Mechanical Prosthetic Aortic Valve
Share |
As you know, the SCCT is the global professional medical membership organization dedicated to ensuring patient access to the appropriate use of cardiovascular CT. In keeping with SCCT's educational mission, this Case of the Month series showcases cardiovascular CTA in various clinical scenarios. This series is spearheaded by the the Fellow and Resident Leaders of SCCT (FiRST) committee. Please provide feedback or forward any questions to 
Evaluation of Mechanical Prosthetic Aortic Valve by Cardiac CT:
Between Redo Valve Replacement and Medical Therapy: Cardiac CT is the Judge.
Thura T. Abd, MD, MPH (1), Hayder S. Yasir, MD (2), Richard T. George, MD (1)
  1. Division of Cardiology, Department of Medicine, Johns Hopkins University, Baltimore, MD
  2. Baltimore Medical System, Baltimore, MD
  3. Division of Cardiology, Department of Medicine, Johns Hopkins University, Baltimore, MD
Corresponding Author:
Thura. T. Abd, MD, MPH
1800 Orleans Street,
Zayed 7125
Baltimore, MD 21286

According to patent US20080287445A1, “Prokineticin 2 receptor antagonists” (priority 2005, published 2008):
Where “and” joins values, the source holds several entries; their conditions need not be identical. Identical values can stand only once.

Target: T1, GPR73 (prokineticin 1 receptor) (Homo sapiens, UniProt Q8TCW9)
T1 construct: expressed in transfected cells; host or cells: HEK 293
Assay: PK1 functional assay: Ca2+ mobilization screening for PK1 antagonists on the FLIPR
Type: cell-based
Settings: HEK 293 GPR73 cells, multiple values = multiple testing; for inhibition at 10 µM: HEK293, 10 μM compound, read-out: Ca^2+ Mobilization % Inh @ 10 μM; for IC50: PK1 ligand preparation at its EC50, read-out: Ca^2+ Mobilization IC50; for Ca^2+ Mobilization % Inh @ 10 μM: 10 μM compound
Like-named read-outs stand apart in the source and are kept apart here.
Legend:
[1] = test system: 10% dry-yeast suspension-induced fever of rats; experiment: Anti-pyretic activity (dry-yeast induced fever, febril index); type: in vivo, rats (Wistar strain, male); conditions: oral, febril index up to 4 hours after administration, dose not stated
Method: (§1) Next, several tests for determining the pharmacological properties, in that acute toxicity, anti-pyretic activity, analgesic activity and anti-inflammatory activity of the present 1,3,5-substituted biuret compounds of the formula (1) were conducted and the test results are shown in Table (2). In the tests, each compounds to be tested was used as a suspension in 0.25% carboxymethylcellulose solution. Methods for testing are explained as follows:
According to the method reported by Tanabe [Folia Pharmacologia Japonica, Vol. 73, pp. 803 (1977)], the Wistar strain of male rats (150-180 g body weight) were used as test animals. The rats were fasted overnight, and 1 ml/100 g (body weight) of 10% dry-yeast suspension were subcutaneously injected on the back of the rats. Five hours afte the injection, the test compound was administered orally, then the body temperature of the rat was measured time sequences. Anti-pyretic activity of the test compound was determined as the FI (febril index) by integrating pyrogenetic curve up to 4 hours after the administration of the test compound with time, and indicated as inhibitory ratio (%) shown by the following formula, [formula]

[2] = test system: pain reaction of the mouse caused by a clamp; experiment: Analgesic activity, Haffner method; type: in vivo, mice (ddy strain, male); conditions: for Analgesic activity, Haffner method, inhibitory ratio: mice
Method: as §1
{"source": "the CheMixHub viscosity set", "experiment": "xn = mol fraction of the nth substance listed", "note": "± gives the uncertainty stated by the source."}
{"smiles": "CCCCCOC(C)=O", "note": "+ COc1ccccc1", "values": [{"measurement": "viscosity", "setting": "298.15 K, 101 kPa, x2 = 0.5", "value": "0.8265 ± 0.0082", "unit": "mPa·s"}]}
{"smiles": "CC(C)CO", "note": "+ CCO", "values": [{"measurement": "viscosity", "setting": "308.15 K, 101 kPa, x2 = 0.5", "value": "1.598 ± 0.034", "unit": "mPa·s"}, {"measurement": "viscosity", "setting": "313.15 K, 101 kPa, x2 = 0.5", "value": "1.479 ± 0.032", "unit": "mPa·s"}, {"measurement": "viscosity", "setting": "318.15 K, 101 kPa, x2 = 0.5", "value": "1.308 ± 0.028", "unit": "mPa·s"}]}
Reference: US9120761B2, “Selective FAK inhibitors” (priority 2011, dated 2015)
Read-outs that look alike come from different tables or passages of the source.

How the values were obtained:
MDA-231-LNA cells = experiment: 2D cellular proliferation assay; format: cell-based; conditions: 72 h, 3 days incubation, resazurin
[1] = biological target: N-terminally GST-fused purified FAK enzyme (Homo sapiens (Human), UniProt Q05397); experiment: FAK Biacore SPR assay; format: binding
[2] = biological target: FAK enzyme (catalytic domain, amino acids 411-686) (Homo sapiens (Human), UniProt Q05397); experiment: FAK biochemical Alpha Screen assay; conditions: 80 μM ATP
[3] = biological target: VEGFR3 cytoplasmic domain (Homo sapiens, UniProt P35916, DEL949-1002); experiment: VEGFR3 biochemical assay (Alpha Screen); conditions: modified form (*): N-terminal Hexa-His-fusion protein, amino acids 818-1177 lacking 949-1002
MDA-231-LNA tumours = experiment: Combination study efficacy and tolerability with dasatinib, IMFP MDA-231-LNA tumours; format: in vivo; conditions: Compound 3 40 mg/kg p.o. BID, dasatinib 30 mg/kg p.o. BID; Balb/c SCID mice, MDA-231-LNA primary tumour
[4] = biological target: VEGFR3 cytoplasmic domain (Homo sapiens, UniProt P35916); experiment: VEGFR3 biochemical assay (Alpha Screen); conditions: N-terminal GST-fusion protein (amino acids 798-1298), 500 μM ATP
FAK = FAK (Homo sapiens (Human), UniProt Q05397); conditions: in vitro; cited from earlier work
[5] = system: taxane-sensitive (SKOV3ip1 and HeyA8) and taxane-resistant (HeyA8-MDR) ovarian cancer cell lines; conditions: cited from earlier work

The patient is a 49 year-old man with history of hypertension, end stage renal disease and pulmonary embolism on chronic Warfarin therapy. In late 2014, he was diagnosed with severe symptomatic aortic stenosis and underwent mechanical aortic valve replacement (19 mm On-X valve). About 6 months later, the patient was diagnosed with cervical spine stenosis secondary to cervical spine spondylosis. Surgical intervention for his cervical disease was deemed necessary. Pre-operative evaluation with transthoracic echocardiogram (TTE) revealed elevated pressure gradients across the prosthetic aortic valve, mean pressure gradient (PG) of 53 mmHg, peak PG of 87 mmHg and poorly visualized prosthetic valve leaflets (Figures 1&2). His peak and mean aortic valve gradients immediately post valve replacement surgery were 40 mmHg and 28 mmHg, respectively. Valve fluoroscopy showed that one of the leaflets was fixed in the closed position (Figure 3). The patient has been maintained on adequate anticoagulation. His International normalized ratio (INR) was 3.1 at presentation. However, he has history of subtherapeutic INR in the past. The patient was taken to the operating room the next day for a redo-aortic valve replacement. However, a pre-sternotomy intraoperative transesophageal echocardiogram (TEE) showed a much reduced PG across the valve with peak and mean PG of 52 and 28 mmHg, respectively (Figure 4). The valve leaflets could not be well-seen (Figure 5). The patient was transported to the cardiac CT scanner for mechanical aortic valve evaluation by Cardiac CT imaging. A non-contrast cardiac CT was performed with 120 kVp for one full cardiac cycle (0-100% of R-R interval).